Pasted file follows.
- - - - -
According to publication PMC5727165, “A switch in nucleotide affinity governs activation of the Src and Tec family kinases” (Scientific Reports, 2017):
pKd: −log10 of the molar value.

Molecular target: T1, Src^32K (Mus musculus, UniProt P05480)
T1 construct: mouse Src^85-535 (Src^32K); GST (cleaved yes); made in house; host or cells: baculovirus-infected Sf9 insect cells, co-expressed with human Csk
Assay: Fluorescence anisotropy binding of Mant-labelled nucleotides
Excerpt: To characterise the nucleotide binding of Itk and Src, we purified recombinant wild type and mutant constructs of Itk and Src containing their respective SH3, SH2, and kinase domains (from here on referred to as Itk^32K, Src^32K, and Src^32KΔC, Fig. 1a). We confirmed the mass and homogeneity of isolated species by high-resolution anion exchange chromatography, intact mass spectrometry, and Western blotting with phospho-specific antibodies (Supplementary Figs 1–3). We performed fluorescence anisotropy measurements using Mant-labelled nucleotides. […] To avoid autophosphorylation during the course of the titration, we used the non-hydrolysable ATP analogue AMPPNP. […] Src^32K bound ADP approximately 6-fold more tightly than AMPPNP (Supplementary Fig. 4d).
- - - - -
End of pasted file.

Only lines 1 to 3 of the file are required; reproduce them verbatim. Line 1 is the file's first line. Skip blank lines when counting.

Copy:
According to publication PMC5727165, “A switch in nucleotide affinity governs activation of the Src and Tec family kinases” (Scientific Reports, 2017):
pKd: −log10 of the molar value.

Molecular target: T1, Src^32K (Mus musculus, UniProt P05480)